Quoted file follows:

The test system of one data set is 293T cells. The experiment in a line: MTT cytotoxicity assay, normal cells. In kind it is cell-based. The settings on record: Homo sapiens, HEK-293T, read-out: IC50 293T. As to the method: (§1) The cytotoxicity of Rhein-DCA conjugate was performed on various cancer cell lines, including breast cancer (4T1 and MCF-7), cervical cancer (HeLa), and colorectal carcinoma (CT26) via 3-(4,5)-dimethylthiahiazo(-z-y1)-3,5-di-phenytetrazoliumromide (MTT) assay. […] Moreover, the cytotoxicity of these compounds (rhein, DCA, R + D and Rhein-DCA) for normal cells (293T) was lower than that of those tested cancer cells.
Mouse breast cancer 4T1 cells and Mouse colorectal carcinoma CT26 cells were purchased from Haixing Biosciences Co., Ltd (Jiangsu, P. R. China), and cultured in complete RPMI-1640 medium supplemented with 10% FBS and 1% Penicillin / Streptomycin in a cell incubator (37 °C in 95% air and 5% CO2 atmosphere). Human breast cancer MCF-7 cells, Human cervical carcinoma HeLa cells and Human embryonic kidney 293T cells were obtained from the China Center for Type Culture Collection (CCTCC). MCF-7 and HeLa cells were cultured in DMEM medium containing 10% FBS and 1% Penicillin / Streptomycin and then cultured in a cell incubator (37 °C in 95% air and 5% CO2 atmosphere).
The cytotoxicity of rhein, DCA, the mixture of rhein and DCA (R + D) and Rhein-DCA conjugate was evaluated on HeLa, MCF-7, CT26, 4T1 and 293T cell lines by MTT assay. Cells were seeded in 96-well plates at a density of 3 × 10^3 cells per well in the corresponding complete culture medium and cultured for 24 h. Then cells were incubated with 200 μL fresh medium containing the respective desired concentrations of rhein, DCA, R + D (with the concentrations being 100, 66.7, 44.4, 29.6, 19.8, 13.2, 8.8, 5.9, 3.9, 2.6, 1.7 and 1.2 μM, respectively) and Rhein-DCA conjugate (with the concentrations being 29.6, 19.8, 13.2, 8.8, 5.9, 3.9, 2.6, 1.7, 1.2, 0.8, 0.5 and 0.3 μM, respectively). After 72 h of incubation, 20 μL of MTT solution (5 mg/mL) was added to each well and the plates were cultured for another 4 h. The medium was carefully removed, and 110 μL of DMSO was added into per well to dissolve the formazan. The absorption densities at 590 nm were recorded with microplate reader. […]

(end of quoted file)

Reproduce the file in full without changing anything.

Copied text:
The test system of one data set is 293T cells. The experiment in a line: MTT cytotoxicity assay, normal cells. In kind it is cell-based. The settings on record: Homo sapiens, HEK-293T, read-out: IC50 293T. As to the method: (§1) The cytotoxicity of Rhein-DCA conjugate was performed on various cancer cell lines, including breast cancer (4T1 and MCF-7), cervical cancer (HeLa), and colorectal carcinoma (CT26) via 3-(4,5)-dimethylthiahiazo(-z-y1)-3,5-di-phenytetrazoliumromide (MTT) assay. […] Moreover, the cytotoxicity of these compounds (rhein, DCA, R + D and Rhein-DCA) for normal cells (293T) was lower than that of those tested cancer cells.
Mouse breast cancer 4T1 cells and Mouse colorectal carcinoma CT26 cells were purchased from Haixing Biosciences Co., Ltd (Jiangsu, P. R. China), and cultured in complete RPMI-1640 medium supplemented with 10% FBS and 1% Penicillin / Streptomycin in a cell incubator (37 °C in 95% air and 5% CO2 atmosphere). Human breast cancer MCF-7 cells, Human cervical carcinoma HeLa cells and Human embryonic kidney 293T cells were obtained from the China Center for Type Culture Collection (CCTCC). MCF-7 and HeLa cells were cultured in DMEM medium containing 10% FBS and 1% Penicillin / Streptomycin and then cultured in a cell incubator (37 °C in 95% air and 5% CO2 atmosphere).
The cytotoxicity of rhein, DCA, the mixture of rhein and DCA (R + D) and Rhein-DCA conjugate was evaluated on HeLa, MCF-7, CT26, 4T1 and 293T cell lines by MTT assay. Cells were seeded in 96-well plates at a density of 3 × 10^3 cells per well in the corresponding complete culture medium and cultured for 24 h. Then cells were incubated with 200 μL fresh medium containing the respective desired concentrations of rhein, DCA, R + D (with the concentrations being 100, 66.7, 44.4, 29.6, 19.8, 13.2, 8.8, 5.9, 3.9, 2.6, 1.7 and 1.2 μM, respectively) and Rhein-DCA conjugate (with the concentrations being 29.6, 19.8, 13.2, 8.8, 5.9, 3.9, 2.6, 1.7, 1.2, 0.8, 0.5 and 0.3 μM, respectively). After 72 h of incubation, 20 μL of MTT solution (5 mg/mL) was added to each well and the plates were cultured for another 4 h. The medium was carefully removed, and 110 μL of DMSO was added into per well to dissolve the formazan. The absorption densities at 590 nm were recorded with microplate reader. […]